I woke up a 05:30 and by 06:00 I was underway with the bow pointing straight at the 80NM distant St. Barths. There was no wind at all when I left the anchorage and I motorsailed with the main up for about 2 hours before the wind had picked up enough for me to switch off the diesel. The forecast had been for 15 knots but the real wind was only around 10-12 knots true but I still made much of the trip at around 7 knots, although for a period of 3 hours my speed went to just below 5 knots and I debated using the engine to assist in my trip (but I opted against that, since Zanshin is a sailboat and I wasn't in any hurry and could easily anchor in Anse Colombier in the dark). The last 2 hours were great winds as I approached St. Barths from the south, and I made consistently over 7 knots. Visibility was only about 20 miles today due to haze and I didn't see any islands on the way nor any ships at all except for one catamaran coming from Barbuda. I couldn't figure out why the catamaran was motoring rather than sailing, since the winds were perfect - apparent wind 90°-150° from the direction of sail at approximately 10 knots yet the catamaran was motoring at 7 knots (meaning he was working the engines rather hard). The last 30 minutes before I reached the lee of St. Barths saw him put up the genoa but I felt it was too little, and too late.
For the most part the waters are deep, over 1000 feet, but in certain places it shallows out to about 150 feet and of course in those spots I had to keep an eye out for fish traps and I missed several by a good margin but had to do an emergency turn-autopilot-off-and-wheel-hard-over once - I realized at the last second that the two floats that were a good 30 feet apart were not two traps, but that they were linked together and represented only one trap! Zanshin was headed between them yet the quick override had me miss the outside trap by just a couple of feet.

Departing Deep Bay at sunrise There was no wind at all and just a couple of ripples on the ocean as I left Deep Bay in Antigua and headed north for St. Barths
(2015-05-17 06:02:51 NIKON D7100 with a "18.0-250.0 mm f/3.5-6.3" lens. [f/5.6, 1/60s] ISO 100)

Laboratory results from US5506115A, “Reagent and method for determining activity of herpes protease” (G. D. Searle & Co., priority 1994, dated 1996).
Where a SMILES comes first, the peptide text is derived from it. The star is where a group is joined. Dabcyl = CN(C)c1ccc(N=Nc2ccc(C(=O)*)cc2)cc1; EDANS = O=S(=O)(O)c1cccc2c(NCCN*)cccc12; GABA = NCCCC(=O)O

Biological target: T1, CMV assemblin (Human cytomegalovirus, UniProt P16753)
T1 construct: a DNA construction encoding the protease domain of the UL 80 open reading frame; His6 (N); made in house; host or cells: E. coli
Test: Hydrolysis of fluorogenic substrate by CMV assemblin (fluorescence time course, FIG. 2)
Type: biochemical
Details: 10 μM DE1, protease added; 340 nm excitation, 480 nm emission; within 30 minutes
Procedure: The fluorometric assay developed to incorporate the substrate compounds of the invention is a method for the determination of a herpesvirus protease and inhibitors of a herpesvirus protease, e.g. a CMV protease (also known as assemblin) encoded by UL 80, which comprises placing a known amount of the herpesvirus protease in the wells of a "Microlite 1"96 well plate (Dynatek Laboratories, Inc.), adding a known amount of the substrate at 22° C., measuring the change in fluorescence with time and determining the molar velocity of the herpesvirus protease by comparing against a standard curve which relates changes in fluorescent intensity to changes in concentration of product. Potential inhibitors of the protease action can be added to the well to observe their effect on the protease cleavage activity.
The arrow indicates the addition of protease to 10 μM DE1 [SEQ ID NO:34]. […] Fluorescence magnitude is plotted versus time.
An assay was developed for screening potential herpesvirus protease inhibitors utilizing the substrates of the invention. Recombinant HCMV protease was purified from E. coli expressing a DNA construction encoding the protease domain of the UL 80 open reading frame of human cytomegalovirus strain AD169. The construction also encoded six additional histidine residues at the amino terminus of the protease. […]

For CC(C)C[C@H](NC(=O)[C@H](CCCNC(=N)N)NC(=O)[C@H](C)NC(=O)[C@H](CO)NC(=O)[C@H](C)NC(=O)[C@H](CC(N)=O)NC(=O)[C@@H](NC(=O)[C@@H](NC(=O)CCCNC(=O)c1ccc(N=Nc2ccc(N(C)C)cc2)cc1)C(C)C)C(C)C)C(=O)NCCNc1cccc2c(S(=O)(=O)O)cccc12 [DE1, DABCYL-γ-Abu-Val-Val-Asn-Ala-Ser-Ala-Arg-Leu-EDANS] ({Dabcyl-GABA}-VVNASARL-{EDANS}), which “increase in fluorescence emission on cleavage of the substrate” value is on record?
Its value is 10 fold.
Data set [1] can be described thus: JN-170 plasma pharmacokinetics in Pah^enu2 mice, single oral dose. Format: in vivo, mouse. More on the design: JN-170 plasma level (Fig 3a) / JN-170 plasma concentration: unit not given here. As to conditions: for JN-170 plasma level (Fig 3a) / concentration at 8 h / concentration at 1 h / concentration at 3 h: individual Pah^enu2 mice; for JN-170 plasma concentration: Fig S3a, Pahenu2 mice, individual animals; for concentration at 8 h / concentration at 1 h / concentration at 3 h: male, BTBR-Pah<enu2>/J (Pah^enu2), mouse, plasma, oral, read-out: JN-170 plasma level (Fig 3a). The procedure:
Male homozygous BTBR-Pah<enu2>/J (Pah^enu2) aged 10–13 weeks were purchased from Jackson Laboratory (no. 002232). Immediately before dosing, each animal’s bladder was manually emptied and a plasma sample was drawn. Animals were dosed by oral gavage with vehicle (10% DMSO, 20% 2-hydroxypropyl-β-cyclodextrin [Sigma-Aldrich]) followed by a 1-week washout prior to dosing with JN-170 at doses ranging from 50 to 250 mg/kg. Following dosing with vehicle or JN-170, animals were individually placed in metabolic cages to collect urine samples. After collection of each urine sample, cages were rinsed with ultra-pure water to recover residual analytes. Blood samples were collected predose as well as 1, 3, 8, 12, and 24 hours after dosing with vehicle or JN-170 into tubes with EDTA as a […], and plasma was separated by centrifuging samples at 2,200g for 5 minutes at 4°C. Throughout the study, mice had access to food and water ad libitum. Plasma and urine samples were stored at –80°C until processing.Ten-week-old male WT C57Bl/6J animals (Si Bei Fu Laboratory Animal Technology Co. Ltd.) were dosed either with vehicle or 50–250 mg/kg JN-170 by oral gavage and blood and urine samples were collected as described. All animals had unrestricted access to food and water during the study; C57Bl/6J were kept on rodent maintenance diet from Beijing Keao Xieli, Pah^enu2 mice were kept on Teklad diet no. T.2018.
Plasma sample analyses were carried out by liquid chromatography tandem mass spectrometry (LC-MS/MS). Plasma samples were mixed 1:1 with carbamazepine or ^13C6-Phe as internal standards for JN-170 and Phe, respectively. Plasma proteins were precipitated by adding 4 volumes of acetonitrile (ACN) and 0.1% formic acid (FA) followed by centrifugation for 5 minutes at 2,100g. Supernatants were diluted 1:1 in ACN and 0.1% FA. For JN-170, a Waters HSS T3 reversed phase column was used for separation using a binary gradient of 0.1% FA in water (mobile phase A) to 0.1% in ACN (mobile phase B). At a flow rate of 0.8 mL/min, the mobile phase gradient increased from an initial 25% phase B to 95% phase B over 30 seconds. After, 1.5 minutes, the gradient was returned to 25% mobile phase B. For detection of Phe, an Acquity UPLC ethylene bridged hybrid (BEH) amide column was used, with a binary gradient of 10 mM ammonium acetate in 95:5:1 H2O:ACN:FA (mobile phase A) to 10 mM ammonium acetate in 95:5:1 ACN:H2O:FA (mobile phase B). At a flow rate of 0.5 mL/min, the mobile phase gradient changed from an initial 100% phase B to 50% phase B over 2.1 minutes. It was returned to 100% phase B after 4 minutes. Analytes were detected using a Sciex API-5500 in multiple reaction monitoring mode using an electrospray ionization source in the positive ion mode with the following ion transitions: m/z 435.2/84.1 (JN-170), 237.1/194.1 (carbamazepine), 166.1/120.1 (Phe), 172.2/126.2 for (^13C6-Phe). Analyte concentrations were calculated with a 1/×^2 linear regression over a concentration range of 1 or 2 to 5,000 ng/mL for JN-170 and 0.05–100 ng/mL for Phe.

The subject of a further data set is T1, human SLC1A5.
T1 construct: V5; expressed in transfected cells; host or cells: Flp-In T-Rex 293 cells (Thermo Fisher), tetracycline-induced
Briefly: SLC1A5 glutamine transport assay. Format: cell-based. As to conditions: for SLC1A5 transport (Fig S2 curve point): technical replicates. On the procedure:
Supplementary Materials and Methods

Departing Deep Bay at sunrise
Dinghy bridle at work I spliced up the black towing bridle for exactly these types of passages. The engine and tank have been sotred aboard Zanshin and the dinghy is very light and lets itself be towed easily.
(2015-05-17 17:28:22 NIKON D7100 with a "18.0-250.0 mm f/3.5-6.3" lens. [f/6.3, 1/100s] ISO 100)
Dinghy bridle at work
Sargassum algae at sea I ploughed through large agglomerations of this Sargassum at sea; I've never seen so much of it before this 2015 season.
(2015-05-17 10:02:38 NIKON D7100 with a "18.0-250.0 mm f/3.5-6.3" lens. [f/5.6, 1/320s] ISO 100)
Sargassum algae at sea
Fish traps in the middle of the sea These fish trap markers are in the middle of sea, where the closest land was a good 30 miles away!
(2015-05-17 13:47:24 NIKON D7100 with a "18.0-250.0 mm f/3.5-6.3" lens. [f/5.6, 1/160s] ISO 100)
Fish traps in the middle of the sea
Craggy cliffs on St. Barths These cliffs show how the rock was formed and is on the south side of the island.
(2015-05-17 17:42:11 NIKON D7100 with a "18.0-250.0 mm f/3.5-6.3" lens. [f/5.6, 1/200s] ISO 100)
Craggy cliffs on St. Barths
High and Dry on St. Barths This fishing boat is high and dry on the rocks just outside of Gustavia on St. Barths. I'm surprised that they haven't gotten rid of this unsightly hulk on the rocks.
(2015-05-17 17:52:46 NIKON D7100 with a "18.0-250.0 mm f/3.5-6.3" lens. [f/6.3, 1/100s] ISO 100)
High and Dry on St. Barths
   
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